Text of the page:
Flashcards in Introduction to Thyroid Pathology Deck (55):
What is a primary endocrinopathy?
What is a secondary endocrinopathy?
What is a goiter?
State of enlargement of the thyroid gland
What are Goitrogens?
Chemical agents that suppress thyroid function
What are C cells?
What do parafollicular (C cells) release?
Where are parafollicular cells located?
Within the wall of follicles around follicular cells
What is a medullary thyroid carcinoma?
What occurs in medullary thyroid carcinoma?
Increased serum calcitonin
What is thyrotoxicosis?
What can occur in hyperthyroidism in patients with underlying heart issues?
Low-output hear failure due to dilated cardiomyopathy (left ventricle too dilated so not large ejection fracture)
What occurs with lid lag?
Superior tarsal muscle pulls the lid too high so eyes appear to bulge but are not
What is true thyroid ophthalmopathy associated with?
What is cretinism?
Low iodine levels due to insufficient levels in diet; early childhood or mothers diet
What diseases can occur due to hypothyroidism?
Three differential diagnosis of goiters?
Inflammatory or immune-mediated disease
Non-neoplastic parenchymal enlargement
What is the most useful screening test for hyper and hypothyroidism?
TSH levels in hyper:
Low (due to T4/T3 feedback to decrease release)
TSH levels in hypo:
High (no T3/T4 to turn it off)
What do hot nodules show?
Activity in thyroid
What do cold nodules show?
Inactivity due to neoplasms
Four thyroid disease categories:
Diffuse and Nodular goiter
Four types of thyroiditis:
Subacute lymphocytic thyroiditis
What is Hashimoto thyroiditis?
Hypothyroidism where iodine levels are sufficient
What type of goiter does Hashimoto cause?
Painless symmetric and diffuse
What causes Hashimoto thyroiditis?
Autoimmune disease with destruction of thyroid gland
Why can Hashimoto initially present as hyperthyroidism?
Inflammatory destruction of epithelial cells causing a spillage of T3/T4
What cells can be found in Hashimoto thyroiditis?
What is Subacute lymphocytic thyroiditis?
Autoimmune disease against antithyroid peroxidase
What is the goiter in Subacute lymphocytic thyroiditis?
What is a variant of Subacute lymphocytic thyroiditis?
What is granulomatous thyroiditis?
Most common cause of thyroid pain; self-limiting; transient inflammation
What does granulomatous thyroiditis cause?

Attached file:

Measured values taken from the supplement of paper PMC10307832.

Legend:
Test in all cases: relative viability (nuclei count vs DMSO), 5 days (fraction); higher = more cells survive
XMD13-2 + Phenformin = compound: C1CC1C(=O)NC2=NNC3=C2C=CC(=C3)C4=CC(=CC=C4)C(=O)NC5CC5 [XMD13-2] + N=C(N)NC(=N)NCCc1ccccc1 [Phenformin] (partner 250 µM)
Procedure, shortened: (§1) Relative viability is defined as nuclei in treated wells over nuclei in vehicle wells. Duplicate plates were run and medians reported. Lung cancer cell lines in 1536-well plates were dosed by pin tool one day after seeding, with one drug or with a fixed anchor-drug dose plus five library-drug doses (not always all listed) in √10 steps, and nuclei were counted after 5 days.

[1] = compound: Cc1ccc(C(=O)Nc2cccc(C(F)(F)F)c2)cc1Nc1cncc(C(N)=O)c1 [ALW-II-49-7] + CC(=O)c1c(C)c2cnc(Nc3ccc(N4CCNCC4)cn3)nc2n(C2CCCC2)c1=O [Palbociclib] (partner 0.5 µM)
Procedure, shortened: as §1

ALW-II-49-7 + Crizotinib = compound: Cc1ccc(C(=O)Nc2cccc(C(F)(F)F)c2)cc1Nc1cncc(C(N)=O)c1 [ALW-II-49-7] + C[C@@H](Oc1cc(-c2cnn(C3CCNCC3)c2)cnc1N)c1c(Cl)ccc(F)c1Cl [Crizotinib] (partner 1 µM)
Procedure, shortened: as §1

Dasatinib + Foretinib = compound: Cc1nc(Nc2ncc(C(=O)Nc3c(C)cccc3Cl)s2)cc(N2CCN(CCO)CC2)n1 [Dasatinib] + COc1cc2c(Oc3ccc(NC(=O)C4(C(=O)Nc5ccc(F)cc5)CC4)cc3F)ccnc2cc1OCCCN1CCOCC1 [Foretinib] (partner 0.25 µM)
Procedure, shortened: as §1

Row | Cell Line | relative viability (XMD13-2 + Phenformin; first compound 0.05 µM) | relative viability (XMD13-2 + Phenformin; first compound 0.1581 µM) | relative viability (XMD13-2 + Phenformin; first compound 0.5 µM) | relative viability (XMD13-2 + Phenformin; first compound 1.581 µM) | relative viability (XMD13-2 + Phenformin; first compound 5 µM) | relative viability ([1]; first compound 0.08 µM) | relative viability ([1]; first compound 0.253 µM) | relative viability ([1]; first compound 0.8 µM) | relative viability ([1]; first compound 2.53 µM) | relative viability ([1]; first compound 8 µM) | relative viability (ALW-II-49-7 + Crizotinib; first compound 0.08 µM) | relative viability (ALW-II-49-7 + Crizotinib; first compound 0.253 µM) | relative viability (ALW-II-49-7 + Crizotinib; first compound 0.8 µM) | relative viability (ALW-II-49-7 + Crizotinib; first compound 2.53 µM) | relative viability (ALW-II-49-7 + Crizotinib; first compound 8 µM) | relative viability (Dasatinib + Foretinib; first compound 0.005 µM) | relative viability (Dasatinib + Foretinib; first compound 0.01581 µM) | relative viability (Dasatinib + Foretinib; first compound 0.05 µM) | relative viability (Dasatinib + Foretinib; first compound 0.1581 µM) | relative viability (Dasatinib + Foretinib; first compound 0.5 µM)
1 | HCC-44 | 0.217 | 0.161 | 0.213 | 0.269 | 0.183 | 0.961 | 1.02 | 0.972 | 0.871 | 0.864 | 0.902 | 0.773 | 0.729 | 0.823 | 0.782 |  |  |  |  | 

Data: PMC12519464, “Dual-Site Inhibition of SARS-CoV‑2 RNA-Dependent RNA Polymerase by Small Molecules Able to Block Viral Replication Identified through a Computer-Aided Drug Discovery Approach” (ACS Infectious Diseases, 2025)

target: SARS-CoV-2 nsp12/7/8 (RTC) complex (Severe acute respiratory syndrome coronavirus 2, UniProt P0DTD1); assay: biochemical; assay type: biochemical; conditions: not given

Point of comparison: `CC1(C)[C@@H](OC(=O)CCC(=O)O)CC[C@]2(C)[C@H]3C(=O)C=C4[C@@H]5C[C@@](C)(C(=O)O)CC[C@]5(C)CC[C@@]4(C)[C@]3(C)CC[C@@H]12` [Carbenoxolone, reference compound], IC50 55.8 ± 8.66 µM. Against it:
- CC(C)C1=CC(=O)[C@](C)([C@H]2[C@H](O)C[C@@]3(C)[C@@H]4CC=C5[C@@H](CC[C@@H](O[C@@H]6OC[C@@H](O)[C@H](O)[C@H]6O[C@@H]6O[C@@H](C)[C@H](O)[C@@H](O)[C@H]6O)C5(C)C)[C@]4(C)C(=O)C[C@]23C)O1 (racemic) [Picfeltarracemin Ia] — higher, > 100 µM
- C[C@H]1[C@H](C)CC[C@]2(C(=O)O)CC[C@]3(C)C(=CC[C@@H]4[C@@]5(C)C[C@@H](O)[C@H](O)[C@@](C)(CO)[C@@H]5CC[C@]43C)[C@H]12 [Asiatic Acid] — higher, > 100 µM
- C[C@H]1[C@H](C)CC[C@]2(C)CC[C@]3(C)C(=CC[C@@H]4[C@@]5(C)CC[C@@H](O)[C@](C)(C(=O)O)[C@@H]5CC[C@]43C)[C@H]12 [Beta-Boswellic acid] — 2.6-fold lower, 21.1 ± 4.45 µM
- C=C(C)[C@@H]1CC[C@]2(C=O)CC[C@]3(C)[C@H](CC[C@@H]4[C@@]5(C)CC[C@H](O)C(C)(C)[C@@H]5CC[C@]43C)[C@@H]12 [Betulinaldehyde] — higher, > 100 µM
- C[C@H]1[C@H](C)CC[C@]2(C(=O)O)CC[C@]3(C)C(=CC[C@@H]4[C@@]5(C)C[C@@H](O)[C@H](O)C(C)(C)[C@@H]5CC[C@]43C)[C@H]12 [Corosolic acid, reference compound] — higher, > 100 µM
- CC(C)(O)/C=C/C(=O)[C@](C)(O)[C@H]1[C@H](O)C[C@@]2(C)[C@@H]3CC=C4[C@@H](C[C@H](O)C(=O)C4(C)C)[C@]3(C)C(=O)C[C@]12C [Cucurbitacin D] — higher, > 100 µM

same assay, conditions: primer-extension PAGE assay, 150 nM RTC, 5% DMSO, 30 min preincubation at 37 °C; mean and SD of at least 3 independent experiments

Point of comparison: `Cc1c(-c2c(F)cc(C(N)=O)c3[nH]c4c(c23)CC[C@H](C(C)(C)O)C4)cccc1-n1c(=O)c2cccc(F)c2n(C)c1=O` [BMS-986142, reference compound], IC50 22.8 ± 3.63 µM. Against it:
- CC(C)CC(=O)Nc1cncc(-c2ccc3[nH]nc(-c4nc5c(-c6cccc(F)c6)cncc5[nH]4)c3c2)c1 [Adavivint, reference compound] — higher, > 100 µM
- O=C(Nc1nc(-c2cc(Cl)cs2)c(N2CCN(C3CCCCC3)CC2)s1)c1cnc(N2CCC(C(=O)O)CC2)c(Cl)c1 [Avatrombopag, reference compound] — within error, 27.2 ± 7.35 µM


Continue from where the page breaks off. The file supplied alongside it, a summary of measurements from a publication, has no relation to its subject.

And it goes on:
Hyperthyroidism from destruction of cells and T3/T4 release
What occurs to iodine uptake in granulomatous thyroiditis?
Decreased radioactive iodine uptake
What occurs in Reidel thyroiditis?
Extensive fibrosis; maybe associated with pathologic progressive fibrosis
How is the thyroid seen in Reidel thyroiditis?
Hard and fixed thyroid that mimics carcinoma
What causes Graves disease?
Antibodies against the TSH receptors thus stimulating the receptors
What are the underlying cause of Graves disease?
Thyroid stimulating immunoglobulins (TSI)
What triad characterizes Graves disease?
What are the three types of goiters?
What characterizes a diffuse goiter?
Uniform enlargement; TSH elevated but person is euthyroid
Two types of diffuse goiters?
What causes endemic goiters?
Goitrogens or low iodine
What causes sporadic goiters?
Young people with unknown cause
Diffuse goiter pathology?
None it is non-toxic
What characterizes a multinodular goiter?
Numerous discrete nodules
Symptoms of multinodular goiters?
Most are euthyroid or can develop autonomous nodules that produce excessive thyroid hormones
What is dyshormonogenetic goiter?
Rare but familial goiter
What are the general statistics of thyroid neoplasms?
Solitary are more likely to be neoplastic
Nodules in younger patients and males are more likely to be neoplastic
Hot nodules are more likely to be benign than malignant
Four major types of carcinomas:
85% of cases; Tend to metastasize to cervical nodes
5-15% of cases; Capsular invasion or vascular invasion by neoplastic cells
5% of cases; Aggressive 100% mortality
C cells secretes calcitonin